Digital Certificate Operation in a Complex Environment
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PKI Primer and Project Background

8.2. A few notes about cryptography...

Cryptography is a collection of mathematical techniques for protecting information. Information is made unintelligible by the use of a key and is later made readable by the use of the same, or another, key. Up until the 1960s or 70s, cryptographers used only symmetric keys.

8.2.1. Symmetric key encryption

Symmetric encryption is like having a code-sheet where the letter 'a' becomes the letter 'c', 'b' becomes 'd' etc. etc. So you write your letter using the code sheet and it is unintelligible (except that the code would have to be a bit more complex than this, to be useful!). When your correspondent wanted to de-crypt the letter that you had sent to him, he would need to use the same code-sheet (let's call this a key). Therefore the same key is used to encrypt and de-crypt - hence symmetric encryption.

Symmetric encryption is less processor-intense than asymmetric encryption but requires a key exchange at some stage. Keys have to remain secret and a different key may be required for every entity that communicates with you. Therefore, secure encryption using symmetric keys alone does not scale well. Symmetric keys are often exchanged under cover of asymmetric encryption to save on processor time/costs.

8.2.2. Asymmetric key encryption

Asymmetric encryption was invented independently by academic cryptographers at Stanford University in the USA (in the 1970s) and by military cryptographers at Britain's GCHQ (probably in the 1960s). It is the basis of public key encryption, although a 'public' key is not strictly necessary. Information is encrypted by using one key of a pair and can only be decrypted using the other key.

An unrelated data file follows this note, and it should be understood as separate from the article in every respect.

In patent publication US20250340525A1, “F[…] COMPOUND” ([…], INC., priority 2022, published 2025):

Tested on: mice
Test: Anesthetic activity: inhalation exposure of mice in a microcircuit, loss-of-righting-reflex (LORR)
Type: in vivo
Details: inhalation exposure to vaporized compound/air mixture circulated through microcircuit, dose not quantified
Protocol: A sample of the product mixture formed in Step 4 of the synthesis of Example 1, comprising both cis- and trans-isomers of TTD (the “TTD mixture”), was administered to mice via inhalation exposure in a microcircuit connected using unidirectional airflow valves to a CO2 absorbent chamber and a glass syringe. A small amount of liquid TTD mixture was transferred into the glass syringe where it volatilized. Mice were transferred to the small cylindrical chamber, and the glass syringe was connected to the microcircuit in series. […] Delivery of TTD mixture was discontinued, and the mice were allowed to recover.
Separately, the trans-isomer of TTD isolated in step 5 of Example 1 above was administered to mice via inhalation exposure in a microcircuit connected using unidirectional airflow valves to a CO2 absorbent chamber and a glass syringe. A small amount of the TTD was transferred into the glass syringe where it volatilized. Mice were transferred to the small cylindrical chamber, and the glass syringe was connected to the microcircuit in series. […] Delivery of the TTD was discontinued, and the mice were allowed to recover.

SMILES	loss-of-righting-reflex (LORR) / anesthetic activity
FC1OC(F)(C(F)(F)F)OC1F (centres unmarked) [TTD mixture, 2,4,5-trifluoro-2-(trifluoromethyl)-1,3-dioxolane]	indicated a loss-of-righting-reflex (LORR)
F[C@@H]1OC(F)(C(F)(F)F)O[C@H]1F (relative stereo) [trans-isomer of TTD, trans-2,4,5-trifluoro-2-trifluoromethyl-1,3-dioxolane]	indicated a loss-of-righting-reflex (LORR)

This is like the equivalent of having a code-sheet (as in the previous example) but you would be able to hand out your code-sheet without worrying about the bad guys seeing it. You could even pin it to the supermarket notice board. If anyone wanted to send you a secret message, they can encrypt some information using your 'public' key, but no-one else could de-crypt it. No-one can de-crypt a message using the same (public) key. Only the private key can be used to de-crypt the message.

NOTE: Keys occur in pairs, with usually one private (i.e. kept secret). Something that is encrypted with a public key can only be decrypted with the private key. The reverse is also true: something encrypted using a private key can only be decrypted using the public key.

So, you've received a message from Alice who used your public key that was pinned up in public. (Actually, you don't have to keep the key in public - it just doesn't matter where you keep it!). When you receive Alice's unintelligible message, you de-crypt her message using your private key. Now that key is really private and should be kept top secret. Therefore, two keys have been used: one to encrypt and another to de-crypt.

However, you can't send Alice a message back unless you know her public key.

But let's assume that Alice has sent you a message using your public key. She could also send you an encrypted message to you that included a symmetric key. That would then allow you and her to communicate (more easily - as it needs less processor time) using symmetric encryption!

Up: Contents Previous: 8.1. Why 'infrastructure'? Next: 8.3. Asymmetric encryption in PKI (or PKIX)

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